Larry Rothwachs

What’s with those stubborn Israelis?

Parents, siblings and friends of IDF lone soldier Max Steinberg, killed in Gaza, follow his coffin to the burial on Mount Herzl on Wednesday morning, July 23, 2014. (Miriam Alster/Flash 90)
Parents, siblings and friends of IDF lone soldier Max Steinberg, killed in Gaza, follow his coffin to the burial on Mount Herzl on Wednesday morning, July 23, 2014. (Miriam Alster/Flash 90)

What makes Israelis so stubbornly resilient in the face of adversity? How do they so naturally navigate the storms of pain and hardship with a remarkable fortitude that seems to baffle us all? What is the secret force that enables them to so instinctively adapt, and even thrive, amidst ongoing conflict?

These questions consumed much of my thoughts during my recent trip to Israel. They gnawed at me as I interacted with numerous individuals who had been uprooted from their homes, men and women who carried fresh scars of physical and emotional wounds, and families who mourned the loss of loved ones, and yet, through it all, displayed a resilience that defied common understanding. Upon confronting this resilience, it becomes readily apparent that this is not simply a display of stoicism. It is much deeper than that. It is an expression of strength that seems, in the moment, to transcend all familiar human limitations.  As an outsider, it is almost surreal to witness such fortitude in the face of adversity. At particular moments, I heard myself and others remark in disbelief at the exceptional character of these individuals, as if they were “cut from a different cloth.” But, are they, in fact, different from you and me? Do we not, when all is said and done, share the same biology?  Where does this strength come from? Or perhaps, more bluntly, where can I find some of that?

The resilience we are witnessing (yet again) in Israel does not stem from some mysterious, unique attribute inherent to its people. This extraordinary display of strength is not some superpower that one develops when drinking water from the Kinneret.  Rather, it is, I believe, a powerful characterization of a life that has been imbued with deep purpose. This purpose is not some vague and amorphous concept; it is a tangible, ever-present force in one’s daily life. In Israel, the commitment to build a land and sustain a nation is embraced as a personal mission that resonates in the hearts of its people. Every individual is a thread woven into the fabric of the nation’s ongoing story. This collective mission transcends personal goals and ambitions, creating a powerful sense of unity and shared destiny.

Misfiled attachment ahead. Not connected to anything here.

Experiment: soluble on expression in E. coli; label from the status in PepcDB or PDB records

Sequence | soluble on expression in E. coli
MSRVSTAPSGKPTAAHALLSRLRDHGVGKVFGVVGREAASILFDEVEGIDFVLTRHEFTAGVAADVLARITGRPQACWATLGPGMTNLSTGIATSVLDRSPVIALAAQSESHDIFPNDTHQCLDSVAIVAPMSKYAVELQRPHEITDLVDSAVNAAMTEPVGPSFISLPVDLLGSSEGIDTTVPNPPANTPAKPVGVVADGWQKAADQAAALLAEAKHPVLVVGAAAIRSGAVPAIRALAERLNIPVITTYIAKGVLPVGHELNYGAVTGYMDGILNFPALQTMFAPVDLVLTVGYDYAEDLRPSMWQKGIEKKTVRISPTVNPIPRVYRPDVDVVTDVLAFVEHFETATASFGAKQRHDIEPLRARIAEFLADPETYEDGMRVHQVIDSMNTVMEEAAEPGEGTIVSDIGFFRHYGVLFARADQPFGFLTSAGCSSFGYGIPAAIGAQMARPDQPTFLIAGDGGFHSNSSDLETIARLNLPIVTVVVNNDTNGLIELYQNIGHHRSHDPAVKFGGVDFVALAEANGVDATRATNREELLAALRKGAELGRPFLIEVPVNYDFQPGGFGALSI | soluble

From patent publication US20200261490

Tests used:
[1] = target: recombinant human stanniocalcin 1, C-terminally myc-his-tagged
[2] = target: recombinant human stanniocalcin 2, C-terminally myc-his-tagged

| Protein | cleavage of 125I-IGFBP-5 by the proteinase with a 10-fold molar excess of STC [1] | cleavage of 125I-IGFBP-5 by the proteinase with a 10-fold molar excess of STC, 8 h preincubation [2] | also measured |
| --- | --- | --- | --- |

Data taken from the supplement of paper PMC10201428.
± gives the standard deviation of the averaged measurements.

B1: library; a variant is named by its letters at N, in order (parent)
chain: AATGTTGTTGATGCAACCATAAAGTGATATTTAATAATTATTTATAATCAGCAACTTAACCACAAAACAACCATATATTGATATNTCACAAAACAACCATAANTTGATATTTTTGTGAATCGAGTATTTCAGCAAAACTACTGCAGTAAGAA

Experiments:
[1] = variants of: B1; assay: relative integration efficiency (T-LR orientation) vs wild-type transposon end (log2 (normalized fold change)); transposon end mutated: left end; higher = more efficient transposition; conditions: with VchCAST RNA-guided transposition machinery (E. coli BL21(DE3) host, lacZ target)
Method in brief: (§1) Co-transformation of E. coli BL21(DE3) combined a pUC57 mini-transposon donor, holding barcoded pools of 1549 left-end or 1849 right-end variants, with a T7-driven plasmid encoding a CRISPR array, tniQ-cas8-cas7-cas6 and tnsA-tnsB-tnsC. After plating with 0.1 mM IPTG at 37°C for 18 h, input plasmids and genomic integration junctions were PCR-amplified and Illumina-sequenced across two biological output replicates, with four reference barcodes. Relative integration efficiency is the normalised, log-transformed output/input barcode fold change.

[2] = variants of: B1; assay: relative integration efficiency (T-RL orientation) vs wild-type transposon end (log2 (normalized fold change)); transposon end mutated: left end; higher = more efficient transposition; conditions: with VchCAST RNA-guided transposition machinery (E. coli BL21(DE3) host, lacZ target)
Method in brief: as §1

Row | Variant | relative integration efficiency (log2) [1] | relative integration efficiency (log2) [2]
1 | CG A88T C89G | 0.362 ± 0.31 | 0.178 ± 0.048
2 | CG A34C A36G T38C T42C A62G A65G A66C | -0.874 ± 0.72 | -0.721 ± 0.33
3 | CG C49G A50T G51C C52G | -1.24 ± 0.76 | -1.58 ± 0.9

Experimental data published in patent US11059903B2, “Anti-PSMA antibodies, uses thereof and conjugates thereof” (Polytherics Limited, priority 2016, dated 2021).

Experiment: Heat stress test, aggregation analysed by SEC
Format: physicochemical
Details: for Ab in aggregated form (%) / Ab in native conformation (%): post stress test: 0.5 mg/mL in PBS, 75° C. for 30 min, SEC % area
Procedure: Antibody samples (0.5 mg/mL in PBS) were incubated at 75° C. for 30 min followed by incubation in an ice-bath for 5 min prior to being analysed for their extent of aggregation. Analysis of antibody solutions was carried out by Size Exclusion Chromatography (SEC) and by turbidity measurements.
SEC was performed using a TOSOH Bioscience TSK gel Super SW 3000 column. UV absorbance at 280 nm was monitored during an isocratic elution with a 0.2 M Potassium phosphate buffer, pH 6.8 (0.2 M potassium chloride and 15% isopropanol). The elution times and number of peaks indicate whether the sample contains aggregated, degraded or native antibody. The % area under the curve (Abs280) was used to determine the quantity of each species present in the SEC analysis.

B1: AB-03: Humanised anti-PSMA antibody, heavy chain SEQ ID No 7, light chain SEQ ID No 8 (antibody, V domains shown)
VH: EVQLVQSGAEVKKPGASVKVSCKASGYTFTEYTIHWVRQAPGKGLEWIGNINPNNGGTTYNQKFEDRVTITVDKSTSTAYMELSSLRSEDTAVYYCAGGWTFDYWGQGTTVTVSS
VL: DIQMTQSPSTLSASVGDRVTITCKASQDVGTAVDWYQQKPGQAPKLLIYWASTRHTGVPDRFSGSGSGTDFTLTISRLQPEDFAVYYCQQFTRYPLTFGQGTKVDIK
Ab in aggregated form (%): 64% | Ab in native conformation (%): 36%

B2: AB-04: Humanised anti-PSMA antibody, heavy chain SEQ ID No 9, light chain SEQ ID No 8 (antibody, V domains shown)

And so when disaster strikes and suffering sets in, this sense of collective purpose fosters a resilience that is so much more than just coping or surviving. Each individual carries a sense that they belong to something larger than themselves. Challenges and adversities are not merely personal trials; they become chapters in the nation’s collective journey, imbued with meaning and significance.

This realization should not lead us to believe that those of us living outside Israel are any less focused or committed to our values. It is, after all, a universal human trait to prioritize personal and familial needs, and there is no shame in that. However, in the state of Israel, the entire context provides a unique lens through which the highs and lows of life are experienced. Often, personal struggles, especially when intertwined with the nation’s narrative, are not just individual experiences; they are part of a shared story, a communal journey. This shared experience creates a solidarity that is both comforting and empowering, providing a solid foundation for resilience.

For myself, this realization came into sharp focus when watching the funeral of Eytan Dishon הי”ד, who was laid to rest yesterday, after falling in battle while fighting for his People. At his funeral, his grandfather shared the following remarks with those assembled:

“Several weeks ago, I spoke to the boys in the yeshiva on the occasion of the celebration of 50 years since my aliyah. I made aliyah at the age of 21 by myself, under the shock of the Yom Kippur War. I said to the boys that it’s been 50 years since my aliyah and I don’t regret it. I don’t regret it even for a single minute. And, I still don’t regret it. I know that there is a heavy price to pay להיות עם חפשי בארצנו, ‘to exist as a free nation in our Land.’ Until now I have enjoyed this freedom and the depth of a meaningful Jewish life in Eretz Yisrael, and others have paid the price. Now it’s our turn. I don’t feel angry. I don’t feel disappointed. I just feel deep pride in Eytan and his family and a deep determination that our enemies will not win. Every day that we live in a Jewish state is a victory over Hamas. Eytan gave his life with the awareness and the knowledge that he could be called upon for the supreme sacrifice. He accepted it willingly. He didn’t flinch. Because of him, and men and women like him, we are living as a free people in our land. Is it worth all the pain? Different people will give different answers. My answer, at this moment, is yes, absolutely. It is absolutely worth it.”

These powerful words capture the essence of Israel’s story. They reflect the resilient soul of a nation where personal trials merge into a shared destiny of strength, unity, and an unwavering loyalty to their Land.

About the Author
Rabbi Larry Rothwachs serves as senior rabbi of Congregation Beth Aaron in Teaneck, NJ and Director of Professional Rabbinics at the Rabbi Isaac Elchanan Theological Seminary. In January 2023, Rabbi Rothwachs was appointed as the founding rabbi of Meromei Shemesh, a new community, currently under construction, in Ramat Bet Shemesh.